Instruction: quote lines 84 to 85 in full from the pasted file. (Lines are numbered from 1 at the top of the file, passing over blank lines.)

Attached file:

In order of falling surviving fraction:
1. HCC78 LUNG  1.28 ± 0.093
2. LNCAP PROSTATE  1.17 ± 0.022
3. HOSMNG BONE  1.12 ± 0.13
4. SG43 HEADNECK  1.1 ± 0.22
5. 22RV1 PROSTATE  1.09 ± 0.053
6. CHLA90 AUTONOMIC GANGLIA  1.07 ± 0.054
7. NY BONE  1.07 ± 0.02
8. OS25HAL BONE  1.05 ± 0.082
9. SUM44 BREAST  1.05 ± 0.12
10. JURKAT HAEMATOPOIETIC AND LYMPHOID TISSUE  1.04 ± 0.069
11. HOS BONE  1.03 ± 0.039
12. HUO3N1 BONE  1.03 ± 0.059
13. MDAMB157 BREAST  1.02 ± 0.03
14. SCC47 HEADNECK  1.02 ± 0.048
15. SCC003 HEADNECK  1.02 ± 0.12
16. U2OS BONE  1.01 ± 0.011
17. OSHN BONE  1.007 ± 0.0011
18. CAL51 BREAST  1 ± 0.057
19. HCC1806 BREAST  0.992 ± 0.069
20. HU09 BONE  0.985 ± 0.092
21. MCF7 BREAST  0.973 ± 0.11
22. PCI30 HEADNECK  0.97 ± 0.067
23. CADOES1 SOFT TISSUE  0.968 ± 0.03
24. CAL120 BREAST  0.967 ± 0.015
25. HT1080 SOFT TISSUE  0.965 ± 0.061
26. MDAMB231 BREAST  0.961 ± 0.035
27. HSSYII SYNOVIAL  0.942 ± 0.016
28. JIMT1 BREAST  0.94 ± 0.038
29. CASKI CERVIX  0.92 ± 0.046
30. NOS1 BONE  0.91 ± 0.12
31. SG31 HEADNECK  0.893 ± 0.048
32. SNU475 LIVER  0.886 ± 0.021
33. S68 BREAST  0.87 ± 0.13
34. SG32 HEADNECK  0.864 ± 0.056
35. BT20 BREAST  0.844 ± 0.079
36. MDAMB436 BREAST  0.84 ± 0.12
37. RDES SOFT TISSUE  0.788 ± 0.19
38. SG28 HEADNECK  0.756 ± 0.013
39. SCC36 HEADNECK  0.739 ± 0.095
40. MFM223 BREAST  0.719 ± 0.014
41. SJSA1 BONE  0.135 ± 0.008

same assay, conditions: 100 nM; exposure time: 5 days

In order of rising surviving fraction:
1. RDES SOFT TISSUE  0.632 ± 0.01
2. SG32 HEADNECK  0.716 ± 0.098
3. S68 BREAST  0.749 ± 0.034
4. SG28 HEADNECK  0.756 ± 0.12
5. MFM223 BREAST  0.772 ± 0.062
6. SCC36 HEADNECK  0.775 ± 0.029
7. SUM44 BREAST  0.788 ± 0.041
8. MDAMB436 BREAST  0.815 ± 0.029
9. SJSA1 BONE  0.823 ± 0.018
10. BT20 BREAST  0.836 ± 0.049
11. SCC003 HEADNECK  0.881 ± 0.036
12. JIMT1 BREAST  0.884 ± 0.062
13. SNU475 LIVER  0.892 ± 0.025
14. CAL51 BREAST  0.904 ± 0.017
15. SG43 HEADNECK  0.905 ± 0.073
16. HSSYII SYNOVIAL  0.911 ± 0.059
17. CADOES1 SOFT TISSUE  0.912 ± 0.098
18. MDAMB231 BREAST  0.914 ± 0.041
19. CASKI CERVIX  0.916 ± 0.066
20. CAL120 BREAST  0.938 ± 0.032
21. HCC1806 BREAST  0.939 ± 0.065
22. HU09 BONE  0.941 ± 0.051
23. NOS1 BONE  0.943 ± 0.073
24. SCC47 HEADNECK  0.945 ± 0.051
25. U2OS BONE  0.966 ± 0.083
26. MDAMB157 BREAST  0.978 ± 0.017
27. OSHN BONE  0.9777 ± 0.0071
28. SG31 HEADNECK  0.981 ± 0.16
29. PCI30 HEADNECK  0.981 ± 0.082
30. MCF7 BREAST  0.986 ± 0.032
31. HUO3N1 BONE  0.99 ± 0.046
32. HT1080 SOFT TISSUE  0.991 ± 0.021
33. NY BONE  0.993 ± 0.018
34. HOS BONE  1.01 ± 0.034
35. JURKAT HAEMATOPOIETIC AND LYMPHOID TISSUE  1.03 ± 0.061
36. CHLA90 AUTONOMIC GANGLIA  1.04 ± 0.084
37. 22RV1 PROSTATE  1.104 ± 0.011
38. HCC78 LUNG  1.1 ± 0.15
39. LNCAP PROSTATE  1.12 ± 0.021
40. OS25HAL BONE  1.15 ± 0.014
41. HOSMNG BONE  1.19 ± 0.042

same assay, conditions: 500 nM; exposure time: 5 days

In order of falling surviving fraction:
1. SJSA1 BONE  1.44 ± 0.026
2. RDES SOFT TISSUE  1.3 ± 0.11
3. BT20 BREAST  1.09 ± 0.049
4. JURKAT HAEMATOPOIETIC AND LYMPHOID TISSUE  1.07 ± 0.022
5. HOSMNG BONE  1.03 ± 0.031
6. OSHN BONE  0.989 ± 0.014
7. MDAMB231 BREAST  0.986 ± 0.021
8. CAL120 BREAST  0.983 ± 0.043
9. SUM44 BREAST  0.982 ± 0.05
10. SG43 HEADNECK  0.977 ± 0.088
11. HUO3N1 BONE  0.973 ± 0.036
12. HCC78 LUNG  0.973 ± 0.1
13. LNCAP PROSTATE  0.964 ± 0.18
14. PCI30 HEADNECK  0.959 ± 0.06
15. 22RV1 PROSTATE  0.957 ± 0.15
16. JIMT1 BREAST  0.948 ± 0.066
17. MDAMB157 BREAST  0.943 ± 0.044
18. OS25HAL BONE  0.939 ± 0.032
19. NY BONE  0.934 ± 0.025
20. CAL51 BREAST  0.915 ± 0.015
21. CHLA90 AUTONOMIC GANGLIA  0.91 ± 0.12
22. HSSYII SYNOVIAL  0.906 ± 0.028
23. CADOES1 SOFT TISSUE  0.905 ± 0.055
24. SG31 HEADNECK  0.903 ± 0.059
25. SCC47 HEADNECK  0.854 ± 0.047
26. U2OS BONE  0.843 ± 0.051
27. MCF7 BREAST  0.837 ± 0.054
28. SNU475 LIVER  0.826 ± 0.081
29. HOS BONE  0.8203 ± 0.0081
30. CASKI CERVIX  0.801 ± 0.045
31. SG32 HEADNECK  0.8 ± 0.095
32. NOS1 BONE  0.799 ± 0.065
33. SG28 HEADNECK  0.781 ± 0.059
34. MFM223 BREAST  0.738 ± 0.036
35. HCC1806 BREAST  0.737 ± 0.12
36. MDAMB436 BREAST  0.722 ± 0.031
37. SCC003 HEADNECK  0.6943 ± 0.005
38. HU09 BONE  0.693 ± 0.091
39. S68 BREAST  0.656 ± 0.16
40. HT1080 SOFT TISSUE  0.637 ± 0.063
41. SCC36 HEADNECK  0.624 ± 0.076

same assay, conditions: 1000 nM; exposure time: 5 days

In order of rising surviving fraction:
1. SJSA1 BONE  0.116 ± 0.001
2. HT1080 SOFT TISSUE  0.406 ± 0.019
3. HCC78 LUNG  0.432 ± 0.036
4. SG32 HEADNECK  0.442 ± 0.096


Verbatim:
40. OS25HAL BONE  1.15 ± 0.014
41. HOSMNG BONE  1.19 ± 0.042